Dr. David A. Kessler, the former commissioner of the US Food and Drug Administration, told drug and advertising executives yesterday that he was wrong in his seven-year effort to prevent the pharmaceutical industry from promoting drugs directly to consumers, an indicator of how completely the once-forbidden ads have won over some critics.
Kessler, now the dean of Yale University School of Medicine, opposed prescription drug advertisements during his tenure at the FDA from 1990 to 1997, fearing they would create a flood of misinformation and confusion.
''I think I was wrong,'' he said, speaking at a conference on direct-to-consumer advertising - or DTC in the jargon of the industry - at the Marriott Copley Place Hotel in Boston. ''I think you've done a pretty good job.''
Kessler's remarks capped a celebratory day for people in the business of promoting prescription drugs. A video played for the conventioneers caught the mood, featuring the song by Huey Lewis and the News, ''I Want a New Drug,'' and ending with the promise ''DTC. It's here. For good.''
Amid the pie charts and videos, there was a palpable sense of relief. Direct advertising appears to have turned a corner in public acceptance, growing from a $791 million in 1996 to $2.5 billion in 2000. Once a controversial marketing practice, ads with smiling Viagra-using couples, athletic elderly arthritics, and lengthy side effect descriptions have now become a staple of pop culture.
''On the whole, I think there is a lot of educational benefit,'' said Kessler, citing a 2001 Kaiser Family Foundation study showing that direct advertising has increased consumer understanding about drugs, their side effects, and the conditions they treat.
Critics still contend that the ads prompt some patients to make unreasonable demands for certain drugs. The critics also say that the ads underplay side effects, cruelly tantalize seniors without drug coverage, and contribute to drug price inflation by their cost.
One week after Kessler left the FDA in 1997, the agency removed most of the regulatory barriers that had prevented such advertising. Advocates considered the move a grant of independence, and companies began pouring money into ads that unabashedly targeted consumers.
When researchers studied the effects of the ads, they found mostly positive results for direct advertising, most importantly a 1999 FDA study that found consumers liked the ads. A new version of that study is scheduled to be released at the conference tomorrow, with data indicating that direct advertising is effective: One-quarter of patients requested a specific brand of drug during visits to the doctor, and 69 percent had the requested drug prescribed.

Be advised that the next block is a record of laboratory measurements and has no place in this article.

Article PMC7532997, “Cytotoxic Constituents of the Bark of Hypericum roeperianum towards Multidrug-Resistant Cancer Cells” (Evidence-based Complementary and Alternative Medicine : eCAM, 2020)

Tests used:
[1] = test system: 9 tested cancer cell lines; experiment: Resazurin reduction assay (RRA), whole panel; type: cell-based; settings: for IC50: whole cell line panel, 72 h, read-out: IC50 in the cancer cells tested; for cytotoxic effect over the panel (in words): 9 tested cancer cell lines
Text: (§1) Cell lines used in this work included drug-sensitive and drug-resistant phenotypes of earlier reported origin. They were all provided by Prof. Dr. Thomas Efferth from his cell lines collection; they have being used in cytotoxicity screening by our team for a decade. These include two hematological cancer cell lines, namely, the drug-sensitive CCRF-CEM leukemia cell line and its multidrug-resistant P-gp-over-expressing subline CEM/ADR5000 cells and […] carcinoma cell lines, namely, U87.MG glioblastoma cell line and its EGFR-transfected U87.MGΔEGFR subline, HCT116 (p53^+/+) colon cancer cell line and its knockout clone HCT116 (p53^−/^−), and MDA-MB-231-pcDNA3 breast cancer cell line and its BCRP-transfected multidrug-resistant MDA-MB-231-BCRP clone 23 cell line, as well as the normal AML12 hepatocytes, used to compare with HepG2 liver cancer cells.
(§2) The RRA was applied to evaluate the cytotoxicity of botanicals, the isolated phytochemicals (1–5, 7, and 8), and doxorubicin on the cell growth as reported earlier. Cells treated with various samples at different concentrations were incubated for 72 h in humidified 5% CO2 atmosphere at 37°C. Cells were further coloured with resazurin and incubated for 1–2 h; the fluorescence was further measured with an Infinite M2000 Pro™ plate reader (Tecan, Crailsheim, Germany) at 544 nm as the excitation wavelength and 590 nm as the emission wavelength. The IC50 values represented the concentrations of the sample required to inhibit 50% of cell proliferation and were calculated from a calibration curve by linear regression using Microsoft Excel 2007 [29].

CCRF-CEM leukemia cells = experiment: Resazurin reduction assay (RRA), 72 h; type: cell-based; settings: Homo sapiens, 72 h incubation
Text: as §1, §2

Direct advertising accounts for 16 percent of drug promotion; efforts aimed at doctors take up more than 80 percent of promotion budgets.
Critics of direct advertising contend that only doctors can rationally consider the costs and benefits of prescription drugs and that the ads exploit patient desires to be cured of afflictions.
A congressional hearing last July raised the possibility of stricter regulation of ad content, though no legislative push has developed.
Yesterday's conference opened with a defiant retort to these critics.
Critics have ''blustered and tried to blow our house down, but they haven't,'' said Robert Ehrlich, chief executive of RxInsight Inc., the largest direct advertising consulting firm in the United States and host of the conference.
Ehrlich spent most of his address defending direct advertising. Many in the field consider him a sort of founding father, because he designed the ad campaign for the cholesterol-fighting drug Lipitor while an executive at the drug firm Parke-Davis.
Though surveys show that doctors think direct advertising has little impact on their prescribing practices, much of the grumbling has come from doctors' groups that say the ads will create overly demanding patients.
But Ehrlich said physicians would have to get used to the ads. ''Once you tell people there's a cure for something, the more likely they are to pressure doctors to prescribe it,'' he said.
But one statistic that did concern yesterday's gathering was a survey, sponsored in part by Ehrlich's firm, that found that 66 percent of the public believes that direct advertising is partly responsible for increasing drug costs.
''It goes beyond the Ralph Naders; there are reasonable people attacking DTC,'' said Ehrlich, drawing nervous laughter.
He said that consumer marketing costs are 2 percent of overall pharmaceutical sales and therefore have little impact on price.
Kessler, after acknowledging his reversal on direct advertising, also warned that the advertising will probably get caught up in future debate over drug costs.
''DTC has put the pharmaceutical industry in the cross hairs of the public,'' Kessler said.
Raja Mishra, Boston Globe. April 17, 2002
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